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Meth contamination in rental properties

Meth contamination in rental properties

14 Sep 2023 6 mins read

If you discover that your tenants have been cooking more than dinner in your rental property, it’s going to take more than a going over with some ‘spray and wipe’ to clean the premises. But is meth contamination covered by landlord insurance?

Finding out that your investment property has been used as a drug lab is more than just distressing, it’s inevitably expensive. Whether your rental was turned into a cannabis ‘grow lab’ or used to ‘cook’ methamphetamines, chances are there is going to be substantial damage to the premises.

If your property has been used as a cannabis farm, you’re likely to find extensive damage as a result of the tenants finding ways to irrigate, for example by cutting huge holes in the ceiling and running water into the rooms. The result of these makeshift plumbing exploits is often extensive water damage and costly repairs to reinstate pipes, systems and fittings.

The damage from a clandestine meth lab may not be as obvious, except in instances where explosions have occurred, but can be just as extensive in terms of contamination.

Dangerous chemicals are used when ‘cooking’ ice and other meth-based drugs. Explosive and corrosive materials are key ingredients in the recipe – and the cocktail of chemicals can leave a highly toxic residue.

This chemical residue can seep into soft furnishings, carpets, timber floors and door frames, and even walls and ceilings. It can also pose health risks if the level of contamination is high enough.

If you suspect your rental has been used to manufacture methamphetamine, or that your tenants have been smoking meth inside, you should get the property tested (using a government-accredited testing agency). If testing reveals contamination levels of 0.5µm (micrograms) per 100cm2 or higher, the property is deemed unsafe and remediation is required.

If your rental is contaminated, it’s going to take more than a vacuum and wipe over to make the property fit to live in. It’s going to require specialist cleaning to decontaminate and remediate the premises. And that service comes at a price – in some cases costing tens of thousands of dollars.

Without forensic cleaning, there is risk that the property will remain contaminated for years to come, potentially posing health risks for future tenants. You should also be aware that the lingering presence of toxins can present a liability risk – allowing a contaminated home to be occupied may breach the residential tenancies act (duty of care) in your state/territory or even contravene building and health legislation, leaving you exposed to legal action and claims for compensation.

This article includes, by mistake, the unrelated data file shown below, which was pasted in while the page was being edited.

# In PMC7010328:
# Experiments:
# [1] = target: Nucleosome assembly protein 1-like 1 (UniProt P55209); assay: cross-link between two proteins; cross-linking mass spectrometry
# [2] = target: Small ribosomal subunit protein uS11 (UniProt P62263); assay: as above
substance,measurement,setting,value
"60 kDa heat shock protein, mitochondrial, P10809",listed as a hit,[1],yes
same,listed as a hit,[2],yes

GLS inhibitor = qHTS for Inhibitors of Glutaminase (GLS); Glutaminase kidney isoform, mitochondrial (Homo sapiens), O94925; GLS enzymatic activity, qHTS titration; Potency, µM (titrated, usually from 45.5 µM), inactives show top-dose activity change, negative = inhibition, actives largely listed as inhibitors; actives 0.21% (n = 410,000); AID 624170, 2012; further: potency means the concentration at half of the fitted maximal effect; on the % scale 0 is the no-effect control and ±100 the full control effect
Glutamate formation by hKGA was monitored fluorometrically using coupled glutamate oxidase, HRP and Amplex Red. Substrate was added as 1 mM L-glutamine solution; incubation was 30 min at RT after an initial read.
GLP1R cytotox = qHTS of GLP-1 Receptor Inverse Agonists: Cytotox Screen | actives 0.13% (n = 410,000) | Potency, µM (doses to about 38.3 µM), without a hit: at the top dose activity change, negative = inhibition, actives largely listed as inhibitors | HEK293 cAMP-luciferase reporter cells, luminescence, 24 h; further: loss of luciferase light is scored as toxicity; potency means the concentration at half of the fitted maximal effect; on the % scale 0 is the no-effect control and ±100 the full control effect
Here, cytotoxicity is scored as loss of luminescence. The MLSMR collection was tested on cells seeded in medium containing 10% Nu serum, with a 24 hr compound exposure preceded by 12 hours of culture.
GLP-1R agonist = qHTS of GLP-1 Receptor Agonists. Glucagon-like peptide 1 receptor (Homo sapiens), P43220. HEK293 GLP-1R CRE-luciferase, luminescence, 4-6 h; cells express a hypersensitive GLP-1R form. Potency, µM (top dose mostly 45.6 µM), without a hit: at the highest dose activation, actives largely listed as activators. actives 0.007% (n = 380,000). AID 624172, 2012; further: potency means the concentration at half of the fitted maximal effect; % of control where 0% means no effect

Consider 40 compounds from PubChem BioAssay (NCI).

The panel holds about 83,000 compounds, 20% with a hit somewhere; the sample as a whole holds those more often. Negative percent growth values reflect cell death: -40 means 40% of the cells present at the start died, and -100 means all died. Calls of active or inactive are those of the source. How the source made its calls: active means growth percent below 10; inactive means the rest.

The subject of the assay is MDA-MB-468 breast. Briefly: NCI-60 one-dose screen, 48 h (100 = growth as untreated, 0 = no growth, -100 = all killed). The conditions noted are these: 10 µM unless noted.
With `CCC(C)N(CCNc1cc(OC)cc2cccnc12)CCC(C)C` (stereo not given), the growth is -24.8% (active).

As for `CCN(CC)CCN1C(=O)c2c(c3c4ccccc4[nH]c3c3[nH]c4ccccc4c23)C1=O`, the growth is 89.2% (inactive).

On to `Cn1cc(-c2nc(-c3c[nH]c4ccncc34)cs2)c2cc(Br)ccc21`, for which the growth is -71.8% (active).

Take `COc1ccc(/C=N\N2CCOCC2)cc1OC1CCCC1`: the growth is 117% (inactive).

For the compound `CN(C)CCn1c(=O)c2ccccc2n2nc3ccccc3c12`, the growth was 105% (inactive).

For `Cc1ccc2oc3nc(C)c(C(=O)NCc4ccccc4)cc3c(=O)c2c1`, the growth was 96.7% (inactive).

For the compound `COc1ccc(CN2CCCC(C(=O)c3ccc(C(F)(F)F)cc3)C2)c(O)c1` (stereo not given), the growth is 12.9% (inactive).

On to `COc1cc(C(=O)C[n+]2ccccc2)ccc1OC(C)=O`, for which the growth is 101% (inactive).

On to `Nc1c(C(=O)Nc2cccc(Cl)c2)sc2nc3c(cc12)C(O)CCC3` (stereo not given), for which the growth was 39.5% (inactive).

The costs to clean and repair damage resulting from a drug lab and/or meth contamination can be expensive. But is it covered by landlord insurance?

In many cases, the answer is ‘no’. Often, landlord insurance policies exclude claims relating to drugs, whether it is a blanket exclusion or one related to a premises being used to generate income or used for illegal purposes. This isn’t the case for EBM RentCover. Our RentCover Ultra and RentCover Platinum policies provide up to $70,000 cover for damage to the building and contents caused by meth labs, meth contamination (so long as testing confirms the level is 0.5 micrograms or above) and hydroponic set-ups. Expenses relating to testing, remediation and repairs are included. The cover is available under the tenant damage section of our policies.

It’s an inclusion that has proved invaluable to a number of our landlords who have found themselves facing repair and decontamination bills. Since 1 January 2021, EBM RentCover has settled more than 25 claims relating to meth labs and contamination. The average claim payout for meth lab clean-up was around $62,000, while the average claim payout for meth contamination was more than $36,000. EBM RentCover may also cover loss of rent while the property is being remediated.

Of course the repair and cleaning costs vary on a case-by-case basis but can often include expenses relating to:

  • containment chambers (more on this below) being installed outside the entry,
  • soft furnishings such as blinds, curtains and porous items being replaced, and
  • all surfaces being thoroughly cleaned.

What is a containment chamber? Well, before any decontamination or cleaning work begins, a decontamination (or containment) chamber is set up at entry point(s) for safe entry and exit. They are set up and seal off each room and prevent cross-contamination.

While claims for drug lab clean-ups and meth contamination aren’t that common, when they do occur they are expensive, which is why having a landlord insurance policy that covers these events is a prudent investment for landlords.

Want to learn more about what is covered and what isn’t? Chat to the EBM RentCover team on 1800 661 662 or click here for product information. 

*While we have taken care to ensure the information above is true and correct at the time of publication, changes in circumstances and legislation after the displayed date may impact the accuracy of this article. If you need us we are here, contact 1800 661 662 if you have any questions.

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